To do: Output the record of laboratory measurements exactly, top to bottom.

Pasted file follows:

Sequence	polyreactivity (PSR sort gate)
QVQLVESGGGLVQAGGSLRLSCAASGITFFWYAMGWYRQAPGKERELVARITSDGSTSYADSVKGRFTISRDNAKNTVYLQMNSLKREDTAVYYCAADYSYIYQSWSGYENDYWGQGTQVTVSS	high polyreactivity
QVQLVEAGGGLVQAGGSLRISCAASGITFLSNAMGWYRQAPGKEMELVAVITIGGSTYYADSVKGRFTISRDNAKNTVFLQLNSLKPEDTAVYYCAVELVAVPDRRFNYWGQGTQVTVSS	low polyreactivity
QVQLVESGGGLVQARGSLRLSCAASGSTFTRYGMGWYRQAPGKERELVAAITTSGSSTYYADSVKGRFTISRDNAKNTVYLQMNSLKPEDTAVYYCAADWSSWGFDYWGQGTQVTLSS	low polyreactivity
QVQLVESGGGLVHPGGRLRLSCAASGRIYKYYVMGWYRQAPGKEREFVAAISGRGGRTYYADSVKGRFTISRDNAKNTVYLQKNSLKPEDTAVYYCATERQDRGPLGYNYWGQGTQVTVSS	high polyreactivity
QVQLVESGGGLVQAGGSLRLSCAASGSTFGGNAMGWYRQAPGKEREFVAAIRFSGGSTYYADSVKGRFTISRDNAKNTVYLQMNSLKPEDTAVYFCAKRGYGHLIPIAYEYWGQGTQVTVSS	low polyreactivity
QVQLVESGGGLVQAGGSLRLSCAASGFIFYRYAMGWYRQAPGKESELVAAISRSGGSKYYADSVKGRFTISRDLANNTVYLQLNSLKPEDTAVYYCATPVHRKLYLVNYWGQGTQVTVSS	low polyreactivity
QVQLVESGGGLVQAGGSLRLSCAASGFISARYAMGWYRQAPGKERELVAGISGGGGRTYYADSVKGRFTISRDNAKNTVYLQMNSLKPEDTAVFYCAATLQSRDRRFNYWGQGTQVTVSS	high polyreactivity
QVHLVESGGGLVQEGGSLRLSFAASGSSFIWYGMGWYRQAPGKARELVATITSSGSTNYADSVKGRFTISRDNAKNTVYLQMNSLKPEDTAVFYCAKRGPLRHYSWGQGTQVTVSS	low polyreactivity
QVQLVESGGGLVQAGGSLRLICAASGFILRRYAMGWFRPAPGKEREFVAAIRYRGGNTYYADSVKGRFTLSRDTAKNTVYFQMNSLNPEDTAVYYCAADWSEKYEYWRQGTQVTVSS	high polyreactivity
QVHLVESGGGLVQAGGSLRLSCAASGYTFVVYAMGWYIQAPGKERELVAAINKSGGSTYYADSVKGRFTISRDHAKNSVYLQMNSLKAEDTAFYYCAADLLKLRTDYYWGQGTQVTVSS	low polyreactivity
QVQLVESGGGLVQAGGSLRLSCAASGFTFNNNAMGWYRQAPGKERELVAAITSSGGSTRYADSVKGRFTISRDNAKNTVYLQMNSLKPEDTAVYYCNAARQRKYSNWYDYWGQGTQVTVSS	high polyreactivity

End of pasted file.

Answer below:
Sequence	polyreactivity (PSR sort gate)
QVQLVESGGGLVQAGGSLRLSCAASGITFFWYAMGWYRQAPGKERELVARITSDGSTSYADSVKGRFTISRDNAKNTVYLQMNSLKREDTAVYYCAADYSYIYQSWSGYENDYWGQGTQVTVSS	high polyreactivity
QVQLVEAGGGLVQAGGSLRISCAASGITFLSNAMGWYRQAPGKEMELVAVITIGGSTYYADSVKGRFTISRDNAKNTVFLQLNSLKPEDTAVYYCAVELVAVPDRRFNYWGQGTQVTVSS	low polyreactivity
QVQLVESGGGLVQARGSLRLSCAASGSTFTRYGMGWYRQAPGKERELVAAITTSGSSTYYADSVKGRFTISRDNAKNTVYLQMNSLKPEDTAVYYCAADWSSWGFDYWGQGTQVTLSS	low polyreactivity
QVQLVESGGGLVHPGGRLRLSCAASGRIYKYYVMGWYRQAPGKEREFVAAISGRGGRTYYADSVKGRFTISRDNAKNTVYLQKNSLKPEDTAVYYCATERQDRGPLGYNYWGQGTQVTVSS	high polyreactivity
QVQLVESGGGLVQAGGSLRLSCAASGSTFGGNAMGWYRQAPGKEREFVAAIRFSGGSTYYADSVKGRFTISRDNAKNTVYLQMNSLKPEDTAVYFCAKRGYGHLIPIAYEYWGQGTQVTVSS	low polyreactivity
QVQLVESGGGLVQAGGSLRLSCAASGFIFYRYAMGWYRQAPGKESELVAAISRSGGSKYYADSVKGRFTISRDLANNTVYLQLNSLKPEDTAVYYCATPVHRKLYLVNYWGQGTQVTVSS	low polyreactivity
QVQLVESGGGLVQAGGSLRLSCAASGFISARYAMGWYRQAPGKERELVAGISGGGGRTYYADSVKGRFTISRDNAKNTVYLQMNSLKPEDTAVFYCAATLQSRDRRFNYWGQGTQVTVSS	high polyreactivity
QVHLVESGGGLVQEGGSLRLSFAASGSSFIWYGMGWYRQAPGKARELVATITSSGSTNYADSVKGRFTISRDNAKNTVYLQMNSLKPEDTAVFYCAKRGPLRHYSWGQGTQVTVSS	low polyreactivity
QVQLVESGGGLVQAGGSLRLICAASGFILRRYAMGWFRPAPGKEREFVAAIRYRGGNTYYADSVKGRFTLSRDTAKNTVYFQMNSLNPEDTAVYYCAADWSEKYEYWRQGTQVTVSS	high polyreactivity
QVHLVESGGGLVQAGGSLRLSCAASGYTFVVYAMGWYIQAPGKERELVAAINKSGGSTYYADSVKGRFTISRDHAKNSVYLQMNSLKAEDTAFYYCAADLLKLRTDYYWGQGTQVTVSS	low polyreactivity
QVQLVESGGGLVQAGGSLRLSCAASGFTFNNNAMGWYRQAPGKERELVAAITSSGGSTRYADSVKGRFTISRDNAKNTVYLQMNSLKPEDTAVYYCNAARQRKYSNWYDYWGQGTQVTVSS	high polyreactivity